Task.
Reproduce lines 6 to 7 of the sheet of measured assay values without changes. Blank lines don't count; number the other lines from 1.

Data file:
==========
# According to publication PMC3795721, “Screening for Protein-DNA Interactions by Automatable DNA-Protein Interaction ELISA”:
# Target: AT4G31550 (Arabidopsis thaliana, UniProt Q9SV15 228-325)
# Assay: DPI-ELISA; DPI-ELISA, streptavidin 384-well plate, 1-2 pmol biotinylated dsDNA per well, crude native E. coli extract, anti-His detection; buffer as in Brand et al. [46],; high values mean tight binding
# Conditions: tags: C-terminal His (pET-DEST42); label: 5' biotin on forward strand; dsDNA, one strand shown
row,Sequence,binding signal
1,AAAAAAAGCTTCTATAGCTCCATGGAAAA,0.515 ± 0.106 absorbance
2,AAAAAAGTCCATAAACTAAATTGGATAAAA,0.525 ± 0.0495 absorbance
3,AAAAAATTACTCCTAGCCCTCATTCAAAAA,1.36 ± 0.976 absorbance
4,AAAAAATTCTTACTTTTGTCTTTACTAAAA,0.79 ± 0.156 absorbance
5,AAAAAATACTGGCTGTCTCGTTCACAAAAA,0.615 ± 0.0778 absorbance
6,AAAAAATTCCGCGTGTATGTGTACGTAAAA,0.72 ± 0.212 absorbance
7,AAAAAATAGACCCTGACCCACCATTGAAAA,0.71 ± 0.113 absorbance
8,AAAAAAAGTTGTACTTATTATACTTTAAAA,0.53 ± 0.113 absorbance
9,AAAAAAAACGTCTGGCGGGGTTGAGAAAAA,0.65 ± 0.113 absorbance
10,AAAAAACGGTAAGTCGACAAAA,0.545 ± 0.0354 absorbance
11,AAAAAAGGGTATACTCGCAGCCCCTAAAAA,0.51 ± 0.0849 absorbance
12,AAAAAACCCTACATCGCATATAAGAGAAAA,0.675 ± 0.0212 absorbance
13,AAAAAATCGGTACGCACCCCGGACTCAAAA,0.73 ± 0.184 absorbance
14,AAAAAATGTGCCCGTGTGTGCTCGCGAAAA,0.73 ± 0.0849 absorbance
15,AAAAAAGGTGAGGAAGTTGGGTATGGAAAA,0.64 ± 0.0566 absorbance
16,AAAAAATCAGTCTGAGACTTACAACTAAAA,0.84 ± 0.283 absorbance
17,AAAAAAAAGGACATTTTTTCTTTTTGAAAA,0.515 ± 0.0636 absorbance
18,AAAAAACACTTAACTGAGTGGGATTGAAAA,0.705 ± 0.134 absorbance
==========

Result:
1,AAAAAAAGCTTCTATAGCTCCATGGAAAA,0.515 ± 0.106 absorbance
2,AAAAAAGTCCATAAACTAAATTGGATAAAA,0.525 ± 0.0495 absorbance